(If you plotted the probability distributions you'd also see a decrease in uncertainty for each repetition.)

You're right that what the ABX comparator says isn't right. There's another thread about it somewhere.
It's the probability of getting the same or a more extreme result given no difference was heard, that the choices were made with random fair coin flips.
"I hear it when I see it."

Re: Bayes Factors for ABX tests If you want to be really (pedantically) Bayesian you can say that there is no objective truth when dealing with the unknowable and hence there is no underlying "true model". This is getting into troll territory though. I'm guessing you know the concept of prior sample size. With the uniform prior in your post you have a prior sample size of two: one success and one fail. You can even have a prior sample size of one if you use an appropriately scaled Beta(0.5,0.5) prior. The Beta(0.5,0.5) prior can be shown to minimize the influence of the prior on the posterior distribution. In this way you can maximize the objectivity of the test if you want to. https://en.wikipedia.org/wiki/Beta_distribution

Re: Bayes Factors for ABX tests A 10/10 result for the claim that a losslessly compressed file sounds different from an uncompressed one will not convince anyone and no-one should believe that claim based on that evidence alone.
In this case the first thing I will do is to redigitize the analog output of the playback device and examine them.

Re: Bayes Factors for ABX tests EekWit, pedantically we can never arrive at truth using such tests and evaluations. But we can get to odds "beyond reasonable doubt" either way.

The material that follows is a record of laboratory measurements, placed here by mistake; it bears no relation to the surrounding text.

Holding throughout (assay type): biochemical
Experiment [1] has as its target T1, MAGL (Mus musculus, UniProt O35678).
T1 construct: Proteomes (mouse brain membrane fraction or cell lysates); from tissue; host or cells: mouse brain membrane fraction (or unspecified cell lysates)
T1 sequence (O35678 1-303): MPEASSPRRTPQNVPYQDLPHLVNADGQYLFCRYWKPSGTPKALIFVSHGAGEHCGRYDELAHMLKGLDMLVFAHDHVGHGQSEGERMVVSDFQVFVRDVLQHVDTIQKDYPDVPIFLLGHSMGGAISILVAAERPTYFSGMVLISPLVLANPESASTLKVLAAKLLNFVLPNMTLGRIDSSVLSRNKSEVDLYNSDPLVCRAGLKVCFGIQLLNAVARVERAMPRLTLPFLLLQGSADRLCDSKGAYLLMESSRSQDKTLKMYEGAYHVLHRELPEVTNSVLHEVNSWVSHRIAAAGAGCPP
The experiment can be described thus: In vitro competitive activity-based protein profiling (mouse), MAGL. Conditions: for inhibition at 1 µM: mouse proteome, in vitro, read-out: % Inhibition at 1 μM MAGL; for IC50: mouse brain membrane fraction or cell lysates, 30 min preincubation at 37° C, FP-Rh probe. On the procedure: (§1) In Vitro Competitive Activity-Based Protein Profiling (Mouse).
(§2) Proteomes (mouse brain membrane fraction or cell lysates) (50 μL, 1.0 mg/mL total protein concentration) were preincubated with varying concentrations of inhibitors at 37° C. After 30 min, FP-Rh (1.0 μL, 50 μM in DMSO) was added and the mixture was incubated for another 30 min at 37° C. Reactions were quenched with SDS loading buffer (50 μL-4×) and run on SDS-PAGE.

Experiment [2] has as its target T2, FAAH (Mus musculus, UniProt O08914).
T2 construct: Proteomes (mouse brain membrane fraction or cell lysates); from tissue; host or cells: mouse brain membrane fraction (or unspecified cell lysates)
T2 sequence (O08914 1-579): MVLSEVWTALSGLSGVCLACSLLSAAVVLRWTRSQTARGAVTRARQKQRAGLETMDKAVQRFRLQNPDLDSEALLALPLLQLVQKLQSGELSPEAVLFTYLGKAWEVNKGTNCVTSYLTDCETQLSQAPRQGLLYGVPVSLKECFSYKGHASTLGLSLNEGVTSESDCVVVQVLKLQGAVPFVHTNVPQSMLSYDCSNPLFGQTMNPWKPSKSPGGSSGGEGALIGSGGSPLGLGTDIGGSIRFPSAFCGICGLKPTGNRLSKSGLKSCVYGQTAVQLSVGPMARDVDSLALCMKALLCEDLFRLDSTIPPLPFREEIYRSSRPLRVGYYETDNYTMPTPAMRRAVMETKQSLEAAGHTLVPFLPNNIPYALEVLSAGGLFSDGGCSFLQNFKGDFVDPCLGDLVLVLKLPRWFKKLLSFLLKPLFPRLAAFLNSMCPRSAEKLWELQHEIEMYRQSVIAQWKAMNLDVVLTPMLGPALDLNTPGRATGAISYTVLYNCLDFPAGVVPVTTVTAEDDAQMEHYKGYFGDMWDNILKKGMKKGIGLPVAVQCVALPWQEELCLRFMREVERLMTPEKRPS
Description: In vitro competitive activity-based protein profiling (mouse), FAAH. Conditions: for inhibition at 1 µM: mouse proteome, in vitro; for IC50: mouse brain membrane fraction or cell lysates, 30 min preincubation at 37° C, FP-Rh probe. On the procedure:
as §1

That's just life ... where we cannot easily prove things such as in axiomatic systems. On the uniform prior: yeah. I was not precise enough when I spoke about "total ignorance". The flat or Beta(1, 1) prior contains the knowledge that a trial can both fail and succeed. I think that's a very reasonable and sensible assumption for an ABX test.
It also follows the principle of indifference: from .45 to .55 you get the same probability as from .9 to 1 which is - big surprise - 10%.

Beta(0, 0) could be interpreted as: either the trials always fail or they always succeed.
This would make more sense e.g. for testing a whether a chemical reaction happens or not.
0% everywhere except for the 100% at both extremes.

Beta(0.5, 0.5) could be interpreted as: we don't know that it's possible for trials to both fail and succeed.
But that gets you 6% from .45 to .55 and 20% from .9 to 1.

This prior could make sense in a situation where you didn't know what kind of proportion between 0 and 1 you're dealing with (could be linear, could be logarithmic ...) and try to minimize the effects of the prior.
And there are many other attempts at "objective" or "uninformative" or "diffuse" priors since the Jeffreys prior is not without problems can can even lead to inconsistent results, but that's a complex topic.
"I hear it when I see it."

Re: Bayes Factors for ABX tests Beta(0, 0) could be interpreted as: either the trials always fail or they always succeed.
This would make more sense e.g. for testing a whether a chemical reaction happens or not.
0% everywhere except for the 100% at both extremes.

Beta(0.5, 0.5) could be interpreted as: we don't know that it's possible for trials to both fail and succeed.
But that gets you 6% from .45 to .55 and 20% from .9 to 1.

This prior could make sense in a situation where you didn't know what kind of proportion between 0 and 1 you're dealing with (could be linear, could be logarithmic ...) and try to minimize the effects of the prior.
And there are many other attempts at "objective" or "uninformative" or "diffuse" priors since the Jeffreys prior is not without problems can can even lead to inconsistent results, but that's a complex topic.
Thank you. This is an excellent explanation of how to interpret "uninformative" beta priors. I agree that for ABX a uniform prior makes more sense, because we know it is always possible to respond correctly or incorrectly.

Re: Bayes Factors for ABX tests There are tons of books on Bayesian statistics out there. One of the most mathematically rigorous ones is by Mark Scherwish -- Theory of Statistics. But it is not easy reading